Rolling out More of the Red Tape

By Barb Ickes
Quad-City Times [Davenport IA]
April 8, 2007

Mark Powell is patiently limbering up to jump through the latest set of hoops laid out by his alma mater, St. Ambrose University.

As a teenager in Davenport, Powell was the victim of sexual abuse by priests, including Father Bill Wiebler, who served at Our Lady of Lourdes in Bettendorf and was defrocked by the church before his death last year. A former seminary student at St. Ambrose, Powell now is a Protestant minister who has faced his demons.

One especially painful part of his past is an understanding that has come with adulthood: It wasn't just the priests who failed him. Powell, 47, mustered the courage all those years ago to report what was happening to him.

He went to Bishop Gerald O'Keefe of the Davenport Diocese and told. The bishop's message was clear: Keep it to yourself.

Though Powell said that O'Keefe also promised to "take care of it," the priests who were molesting him were not stopped. They were relocated.

When the sex scandal broke in the church several years ago, Powell found the courage to come forward. He asked for counseling, and he got it. Then he asked for one more thing: Remove the late Bishop O'Keefe's name from the library at his alma mater.

University President Ed Rogalski responded almost immediately, vowing last September to take the matter to the school's board of directors. On March 30, six months after Powell made his request, a subcommittee with a 25-word title took its results to the board, and a Comprehensive Naming Policy was adopted.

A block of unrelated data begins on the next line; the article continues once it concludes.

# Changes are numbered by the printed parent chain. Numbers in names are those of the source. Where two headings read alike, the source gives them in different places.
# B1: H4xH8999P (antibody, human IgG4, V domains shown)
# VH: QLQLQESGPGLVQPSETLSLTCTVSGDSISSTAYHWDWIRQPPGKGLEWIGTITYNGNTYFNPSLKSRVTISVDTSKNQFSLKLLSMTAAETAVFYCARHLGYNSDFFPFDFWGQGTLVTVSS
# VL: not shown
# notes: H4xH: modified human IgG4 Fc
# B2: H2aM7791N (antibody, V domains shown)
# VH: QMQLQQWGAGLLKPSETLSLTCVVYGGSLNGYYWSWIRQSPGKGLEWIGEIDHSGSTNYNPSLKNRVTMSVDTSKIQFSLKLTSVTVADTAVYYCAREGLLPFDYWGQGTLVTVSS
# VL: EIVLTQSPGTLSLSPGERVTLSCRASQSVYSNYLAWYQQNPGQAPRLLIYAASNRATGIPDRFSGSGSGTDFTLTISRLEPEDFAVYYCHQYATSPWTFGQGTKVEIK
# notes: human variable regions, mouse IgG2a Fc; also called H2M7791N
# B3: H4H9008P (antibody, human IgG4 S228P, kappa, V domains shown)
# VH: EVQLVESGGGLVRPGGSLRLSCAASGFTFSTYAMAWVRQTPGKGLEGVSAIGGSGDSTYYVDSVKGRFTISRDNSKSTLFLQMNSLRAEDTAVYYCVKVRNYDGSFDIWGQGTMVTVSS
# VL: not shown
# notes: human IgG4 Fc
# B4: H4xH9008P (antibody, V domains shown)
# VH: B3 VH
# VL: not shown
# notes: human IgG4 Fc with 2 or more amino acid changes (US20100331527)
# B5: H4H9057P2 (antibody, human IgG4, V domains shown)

So, now the board can get down to business and consider Powell's request, right? Not so fast.

"A board subcommittee could begin considering his request immediately," St. Ambrose spokeswoman Jane Kettering said last week. "He will have to file something formally, however, according to the policy."

Oh, brother.

As of Friday, Powell had not yet received the paperwork he needs to submit a "formal request" to the board to consider renaming the library, but Kettering said she thinks it was mailed late in the week.

Powell, bless his heart, remains hopeful.

"They told me the action of the subcommittee could come prior to the October meeting of the board of directors, so maybe we're getting somewhere now," he said Friday. "I'll follow along with their policy."

Kettering said the new policy should be fairly simple to navigate.

"It's my understanding it isn't unduly complicated," she said.

"Actually, it's been an unduly complicated process already," Powell said. "It's a bureaucratic thing, and some part of me understands that.

"Another part of me, knowing what this is all about, would want to expedite things — get it over with. In the end, regardless how long it takes, I pray they'll rename it and stop honoring someone who did dishonorable things.

"It's a form of justice, and justice takes time."

After all, the crime took decades.

Barb Ickes can be contacted at (563) 383-2316 or


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